Christianity, with over 2 billion adherents, is the largest religion in the world. It is also the fastest growing. Thanks mostly to Africa and Asia, there 25 million believers added each year. Yet in academic circles, religion is often relegated to the background or worse, ignored as myth and fairytale. Religion's importance is hard to ignore, but its role in a diverse democracy is even harder to understand.
For centuries Europe, one of the few places Christianity is shrinking, has decided to combine church and state, with devastating results (Crusades, Spanish Inquisition, etc). But even today, the strong ties of European governments and their preferred religion have hurt both church and state. The British government, although it gives no direct funds to the Church of England, is much closer than most Americans would be comfortable with. For example, the Church of England gets 26 unelected members in the House of Lords (like our Senate). More recently, the United Kingdom's Big Society plan, though appealing in some ways, could tie the two financially even tighter.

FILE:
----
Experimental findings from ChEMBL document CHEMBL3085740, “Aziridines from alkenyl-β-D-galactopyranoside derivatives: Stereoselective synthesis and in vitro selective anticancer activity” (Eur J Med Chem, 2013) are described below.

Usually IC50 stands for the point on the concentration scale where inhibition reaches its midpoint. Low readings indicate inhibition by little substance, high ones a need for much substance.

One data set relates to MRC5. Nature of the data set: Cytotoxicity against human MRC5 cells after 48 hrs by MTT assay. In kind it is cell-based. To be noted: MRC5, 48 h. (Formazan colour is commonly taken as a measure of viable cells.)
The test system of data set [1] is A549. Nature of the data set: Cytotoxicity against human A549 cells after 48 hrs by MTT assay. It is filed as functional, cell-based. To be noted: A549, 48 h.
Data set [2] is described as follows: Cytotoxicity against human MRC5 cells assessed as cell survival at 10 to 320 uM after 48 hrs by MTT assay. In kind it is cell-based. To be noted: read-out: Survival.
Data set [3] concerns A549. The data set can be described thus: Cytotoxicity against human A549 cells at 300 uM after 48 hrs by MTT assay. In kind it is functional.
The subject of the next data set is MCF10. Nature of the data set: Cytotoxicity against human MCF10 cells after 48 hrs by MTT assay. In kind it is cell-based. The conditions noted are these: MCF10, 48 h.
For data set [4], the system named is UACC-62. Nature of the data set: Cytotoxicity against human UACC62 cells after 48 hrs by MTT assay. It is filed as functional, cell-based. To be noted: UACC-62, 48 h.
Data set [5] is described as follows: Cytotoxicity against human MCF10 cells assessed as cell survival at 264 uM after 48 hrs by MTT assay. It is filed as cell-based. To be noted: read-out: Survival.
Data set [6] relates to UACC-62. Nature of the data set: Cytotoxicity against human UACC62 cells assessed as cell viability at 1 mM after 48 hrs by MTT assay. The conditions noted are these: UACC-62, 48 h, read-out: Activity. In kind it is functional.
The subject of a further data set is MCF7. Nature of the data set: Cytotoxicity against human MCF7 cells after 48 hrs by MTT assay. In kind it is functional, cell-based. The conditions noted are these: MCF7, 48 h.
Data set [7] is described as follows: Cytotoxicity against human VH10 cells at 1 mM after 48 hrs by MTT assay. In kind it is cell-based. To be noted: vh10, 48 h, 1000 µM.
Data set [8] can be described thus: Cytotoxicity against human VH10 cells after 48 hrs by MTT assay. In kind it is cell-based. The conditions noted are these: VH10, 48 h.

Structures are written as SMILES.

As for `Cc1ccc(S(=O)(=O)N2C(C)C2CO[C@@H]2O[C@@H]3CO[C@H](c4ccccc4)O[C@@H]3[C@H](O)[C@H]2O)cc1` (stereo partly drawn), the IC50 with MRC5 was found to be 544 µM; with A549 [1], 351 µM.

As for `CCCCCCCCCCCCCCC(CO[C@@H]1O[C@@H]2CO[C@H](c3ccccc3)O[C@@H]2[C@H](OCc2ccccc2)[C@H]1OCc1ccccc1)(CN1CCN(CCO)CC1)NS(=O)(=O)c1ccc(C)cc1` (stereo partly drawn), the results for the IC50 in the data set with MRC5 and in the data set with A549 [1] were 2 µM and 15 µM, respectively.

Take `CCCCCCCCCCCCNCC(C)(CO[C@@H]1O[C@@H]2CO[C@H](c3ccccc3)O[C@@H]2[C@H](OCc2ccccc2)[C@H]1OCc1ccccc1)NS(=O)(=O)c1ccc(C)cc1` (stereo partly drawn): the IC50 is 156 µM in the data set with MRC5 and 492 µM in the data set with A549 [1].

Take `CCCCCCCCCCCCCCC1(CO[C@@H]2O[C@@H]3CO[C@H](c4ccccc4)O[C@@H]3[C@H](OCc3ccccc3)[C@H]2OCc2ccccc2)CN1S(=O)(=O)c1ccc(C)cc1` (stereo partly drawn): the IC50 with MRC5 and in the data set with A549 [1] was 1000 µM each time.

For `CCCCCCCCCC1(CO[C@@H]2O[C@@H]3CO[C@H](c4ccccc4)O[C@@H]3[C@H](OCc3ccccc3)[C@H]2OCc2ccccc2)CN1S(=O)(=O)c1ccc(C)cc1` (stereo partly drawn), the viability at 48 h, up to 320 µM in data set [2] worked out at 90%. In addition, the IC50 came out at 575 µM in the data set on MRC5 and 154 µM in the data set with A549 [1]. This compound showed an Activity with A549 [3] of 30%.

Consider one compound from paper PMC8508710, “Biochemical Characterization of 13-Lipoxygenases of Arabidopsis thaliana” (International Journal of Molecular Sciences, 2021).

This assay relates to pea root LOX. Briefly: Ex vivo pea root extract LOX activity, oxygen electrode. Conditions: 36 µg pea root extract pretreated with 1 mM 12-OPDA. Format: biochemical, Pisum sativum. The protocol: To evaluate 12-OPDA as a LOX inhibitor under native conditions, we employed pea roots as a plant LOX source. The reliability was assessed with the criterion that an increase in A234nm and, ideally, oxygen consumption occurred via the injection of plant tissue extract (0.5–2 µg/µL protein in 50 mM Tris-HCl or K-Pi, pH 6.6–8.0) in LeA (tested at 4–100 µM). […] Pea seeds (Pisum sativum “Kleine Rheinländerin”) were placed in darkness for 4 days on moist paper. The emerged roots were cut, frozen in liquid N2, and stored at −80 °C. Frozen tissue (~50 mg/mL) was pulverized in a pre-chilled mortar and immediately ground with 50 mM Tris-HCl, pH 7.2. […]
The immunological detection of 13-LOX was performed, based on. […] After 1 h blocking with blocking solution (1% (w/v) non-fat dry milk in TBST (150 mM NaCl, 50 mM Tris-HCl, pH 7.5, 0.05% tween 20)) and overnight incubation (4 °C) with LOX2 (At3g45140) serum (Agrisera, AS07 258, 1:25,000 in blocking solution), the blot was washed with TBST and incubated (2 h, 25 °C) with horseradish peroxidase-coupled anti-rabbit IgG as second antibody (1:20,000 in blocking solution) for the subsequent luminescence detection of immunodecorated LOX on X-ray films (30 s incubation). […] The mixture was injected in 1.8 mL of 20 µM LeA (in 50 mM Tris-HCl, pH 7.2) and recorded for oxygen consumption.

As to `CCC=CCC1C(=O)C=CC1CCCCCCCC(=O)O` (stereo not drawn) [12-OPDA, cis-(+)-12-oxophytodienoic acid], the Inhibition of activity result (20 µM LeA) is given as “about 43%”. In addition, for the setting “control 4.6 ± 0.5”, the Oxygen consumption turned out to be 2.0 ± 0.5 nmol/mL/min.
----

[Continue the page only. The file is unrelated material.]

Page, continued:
Religious freedom, perhaps one of the United States' greatest exports, has allowed for a flourishing religious and secular society. Political institutions should not hinder or support Christianity (or any religion), because Christians have different perspectives on politics. So what is the role of the church in the state? In a lecture to to U.C. Berkley, Pastor Tim Keller (earlier) describes the role of the church as one that "shows us what human flourishing looks like", then we let the political debate begin.